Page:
6. In the remaining 9 orbits the edges are not parallel, and both triangles are in the relation of reflection, i.e. the two respective parts of orbits are symmetric over some line of symmetry, which, however, is not necessarily the line of syzygy. Specifically...

 7. If there is no permutation (i.e. Id takes place), then in the moments (1/4)T and (3/4)T the 3 bodies are in syzygy on the line of symmetry, otherwise in the moments (1/4)T and (3/4)T the bodies are not in syzygy, forming an isosceles triangle.

    The properties (3-7) are not mentioned in the original sources [1-3], and therefore they are new. Unlike the properties (1-2) proven to take place in any free fall periodic orbit, at the moment it's not known the conditions leading to the 12 cases of congruency discussed here.

At T/2
At T/4
Parallel edges





Reflection (321) Yes

Reflection (123)


Reflection (123)



Yes Yes Central
Yes Yes Central (213) Yes


Reflection (123)
Reflection (132) Yes


Reflection (123)



Reflection (123)

Yes Yes Central (132) Yes Yes

Reflection (123)

How the triplets of initial points were obtained

    As explained in [1-3], the authors fixed the points q1 = (-0.5, 0),  q2 = (0.5, 0),  while the goal of the search algorithm was to obtain points q3 such that the target function be near zero with the specified accuracy. Below is a scattered graph for the 30 points q3 obtained in the search process [1-3]:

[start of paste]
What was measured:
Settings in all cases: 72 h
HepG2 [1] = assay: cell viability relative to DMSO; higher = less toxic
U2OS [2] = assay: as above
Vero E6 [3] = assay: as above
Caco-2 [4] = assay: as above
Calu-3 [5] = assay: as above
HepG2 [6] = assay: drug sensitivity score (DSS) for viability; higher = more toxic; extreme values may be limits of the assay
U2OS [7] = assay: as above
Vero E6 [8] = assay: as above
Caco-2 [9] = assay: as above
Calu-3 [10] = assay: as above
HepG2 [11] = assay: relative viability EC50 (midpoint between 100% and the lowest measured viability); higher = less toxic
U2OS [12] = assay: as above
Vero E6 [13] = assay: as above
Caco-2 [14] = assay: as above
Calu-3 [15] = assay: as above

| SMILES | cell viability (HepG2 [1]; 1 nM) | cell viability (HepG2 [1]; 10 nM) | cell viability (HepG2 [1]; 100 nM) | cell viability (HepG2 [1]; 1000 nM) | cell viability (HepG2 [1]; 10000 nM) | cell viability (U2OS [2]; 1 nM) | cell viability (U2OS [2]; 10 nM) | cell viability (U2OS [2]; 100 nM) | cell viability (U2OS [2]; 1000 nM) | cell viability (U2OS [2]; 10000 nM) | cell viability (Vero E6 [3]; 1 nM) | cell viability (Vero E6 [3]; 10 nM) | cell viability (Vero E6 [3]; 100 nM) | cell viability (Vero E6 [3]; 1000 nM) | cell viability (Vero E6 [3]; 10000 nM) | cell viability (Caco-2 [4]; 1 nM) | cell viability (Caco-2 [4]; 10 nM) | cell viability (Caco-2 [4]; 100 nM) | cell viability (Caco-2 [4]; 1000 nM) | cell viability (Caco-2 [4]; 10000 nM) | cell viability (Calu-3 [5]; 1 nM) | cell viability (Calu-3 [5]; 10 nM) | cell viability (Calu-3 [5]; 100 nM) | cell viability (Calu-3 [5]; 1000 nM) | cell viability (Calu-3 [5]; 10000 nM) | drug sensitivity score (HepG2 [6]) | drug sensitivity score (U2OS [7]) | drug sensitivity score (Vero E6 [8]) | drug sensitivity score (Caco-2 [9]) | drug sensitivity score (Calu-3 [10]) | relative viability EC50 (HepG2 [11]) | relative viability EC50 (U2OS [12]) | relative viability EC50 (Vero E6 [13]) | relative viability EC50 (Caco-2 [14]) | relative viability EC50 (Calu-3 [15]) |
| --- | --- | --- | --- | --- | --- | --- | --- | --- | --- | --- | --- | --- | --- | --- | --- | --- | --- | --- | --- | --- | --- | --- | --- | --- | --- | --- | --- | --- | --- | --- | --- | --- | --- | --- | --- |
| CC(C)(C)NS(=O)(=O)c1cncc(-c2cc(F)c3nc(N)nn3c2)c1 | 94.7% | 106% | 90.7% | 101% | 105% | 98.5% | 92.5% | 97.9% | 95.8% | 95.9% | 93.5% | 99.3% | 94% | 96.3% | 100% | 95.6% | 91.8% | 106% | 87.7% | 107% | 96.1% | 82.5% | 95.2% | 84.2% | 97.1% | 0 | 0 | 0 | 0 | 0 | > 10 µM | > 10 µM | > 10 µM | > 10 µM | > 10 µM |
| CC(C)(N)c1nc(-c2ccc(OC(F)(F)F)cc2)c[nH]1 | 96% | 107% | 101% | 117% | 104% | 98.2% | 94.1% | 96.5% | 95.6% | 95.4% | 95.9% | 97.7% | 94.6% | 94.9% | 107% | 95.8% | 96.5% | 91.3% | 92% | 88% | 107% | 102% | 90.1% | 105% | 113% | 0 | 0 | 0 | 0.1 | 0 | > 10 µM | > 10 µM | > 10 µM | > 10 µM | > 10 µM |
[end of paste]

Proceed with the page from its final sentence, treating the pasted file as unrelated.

Figure 1. The 30 values for the third initial point q3 obtained in a search algorithm

The three yellow points correspond to the cases of the central symmetry, the 9 magenta points correspond to the cases of reflection, and the remaining blue points correspond to the orbits with no special properties. This graph does not reveal any remarkable pattern. There is no mentioning in [1-3] whether the search algorithm delivered all existing points
q3 in the given bounded area of search, and whether the number of points q3 is finite or infinite.

Some illustrations

Here are several illustrations of the characteristic cases mentioned above presented in high resolution of the Taylor Center software. All the 30 simulations may be viewed also in real time animation within this software as explained here or as still images here.

In the pictures below the trajectories are color coded as A→A', B→B', C→C' where primed point is the second point of rest for the respective initial point. However the edges and angles of the triangle ∆ABC at the initial moment may not necessarily match the edges and angles of the second triangle even when both triangles are congruent: they can flip in various manner as the consequence of the motion.